Hi, sorry for the late response. I don't think you need to learn/find these non-standard complexities, rather, you should learn to recognise and break down problem statements and work on approaching unfamiliar problems. In that problem the $$$K(N+M)$$$ and the $$$2^K*N^2$$$ are essentially separate sub-problems, first to calculate distance to all nodes with BFS ($$$O(N+M)$$$), $$$K$$$ times, for each gem. From there, we can reduce it to a classic $$$O(2^K*K^2)$$$ bitmasking problem. I hope this helped! :)

hello, I'm a beginner and I want to ask you one more thing "if the jth bit is "on" (i.e. i AND 2j=2j)" what is the meaning of this? I mean if the jth bit is on then how are we deciding that we will give the ball to C[j] or d[j](what it means if the jth bit is on in the context of this problem)...I hope you know what I mean.

It's just a technique to iterate over all combinations of $$$0$$$s and $$$1$$$s. While iterating from $$$0$$$ to $$$2^{K-1}$$$, all masks of length $$$K$$$ can be achieved. You may have seen the recursive version before, think of this as another way to do that only faster and less liable to mistakes.

Auto comment: topic has been updated by ScarletS (previous revision, new revision, compare).Hello, thanks for the great editorial. I just wanted to ask that why there is a second If in solution of staircase sequence??

We can find all the divisors of $$$N$$$ in $$$O(\sqrt{N})$$$ by only checking up to $$$\sqrt{N}$$$, as every every divisor below the square root has a conjugate divisor above it. The exception to this is $$$\sqrt{N}$$$ itself if $$$N$$$ is a square number, since its conjugate divisor is also $$$\sqrt{N}$$$. We can avoid double counting by ensuring that the second addition to the answer is only done if $$$i^2 \neq N$$$.

got it thanksss

Thanks for the editorial! BTW can you explain why the sequences in F will change by moving the first element to the end?

What do you mean?

"Now, notice that each of the resulting sequences essentially remove the first element of the previous sequence and insert it at the end of it." How is that?

for each $$$k$$$ in $$$[0, n - 1]$$$, $$$b_i = a_{i + k \mod n}$$$

plug in the values figure out yourself

https://ideone.com/KJFNgG I printed out all the numbers but I sill don't get it.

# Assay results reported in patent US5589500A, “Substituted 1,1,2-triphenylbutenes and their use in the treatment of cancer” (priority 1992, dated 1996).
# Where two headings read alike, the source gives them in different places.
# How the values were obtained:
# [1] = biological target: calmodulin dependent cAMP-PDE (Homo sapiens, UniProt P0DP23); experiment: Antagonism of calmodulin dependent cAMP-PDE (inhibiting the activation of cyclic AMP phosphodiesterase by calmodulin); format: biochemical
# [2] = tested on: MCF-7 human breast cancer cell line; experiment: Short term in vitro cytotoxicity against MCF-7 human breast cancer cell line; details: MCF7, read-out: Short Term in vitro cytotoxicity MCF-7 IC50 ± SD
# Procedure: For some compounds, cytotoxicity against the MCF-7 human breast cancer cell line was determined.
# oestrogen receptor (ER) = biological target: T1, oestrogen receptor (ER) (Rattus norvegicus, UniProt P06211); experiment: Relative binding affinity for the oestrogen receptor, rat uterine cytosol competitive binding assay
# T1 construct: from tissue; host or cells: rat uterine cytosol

It should be $$$num_{i+k}$$$ not $$$num_i+k$$$.

I'm so sorry,,,

$$$n = 4$$$

Say we have a sequence $$$a_0, a_1, a_2, a_3$$$

$$$b_i = a_{i + k \mod n}$$$

for $$$k = 0,$$$

$$$b_0 = a_{0 + 0 \mod 4}$$$

$$$b_0 = a_{0 \mod 4} = a_0,$$$

$$$b_1 = a_{1 + 0 \mod 4} = a_1,$$$

$$$b_2 = a_{2 + 0 \mod 4} = a_2,$$$

$$$b_3 = a_{3 + 0 \mod 4} = a_3$$$

for $$$k = 1,$$$

$$$b_0 = a_{0 + 1 \mod 4}$$$

$$$b_0 = a_{1 \mod 4} = a_1,$$$

$$$b_1 = a_{1 + 1 \mod 4} = a_2,$$$

$$$b_2 = a_{2 + 1 \mod 4} = a_3,$$$

$$$b_3 = a_{3 + 1 \mod 4} = a_0$$$

for $$$k = 2,$$$

$$$b_0 = a_{0 + 2 \mod 4}$$$

$$$b_0 = a_{2 \mod 4} = a_2,$$$

$$$b_1 = a_{1 + 2 \mod 4} = a_3,$$$

$$$b_2 = a_{2 + 2 \mod 4} = a_0,$$$

$$$b_3 = a_{3 + 2 \mod 4} = a_1$$$

for $$$k = 3,$$$

$$$b_0 = a_{0 + 3 \mod 4}$$$

$$$b_0 = a_{3 \mod 4} = a_3,$$$

$$$b_1 = a_{1 + 3 \mod 4} = a_0,$$$

$$$b_2 = a_{2 + 3 \mod 4} = a_1,$$$

$$$b_3 = a_{3 + 3 \mod 4} = a_2$$$

User Editorial by kostia244kinda sus

I asked him to add it for me.

For problem E,if the problem description change to “find the minimum number of

distinctstones needed to form such a sequence.”,how to solve it? thx.If I'm not wrong, this reduces to finding a minimum steiner tree connecting the set of vertices given by C. Unfortunately, this problem is in NP.

For problem D, my output was 2 times the number of odd divisors of N. Submission

Auto comment: topic has been updated by ScarletS (previous revision, new revision, compare).Problem F was an owsam one to me

i dont understand problem C they said there are conditions and that condition i could be satisfied with Ai and Bi have one or more balls on them. However when in the sample input there is

but the sample output is

all of Ai and Bi have more than 1 balls inside, why is the sample output 2, is my understanding of the question completely wrong?

and the people will put balls on Ci and Di. Where do the balls come from? Issit from A or B or somewhere else? could someone explain it to me? thanks in advance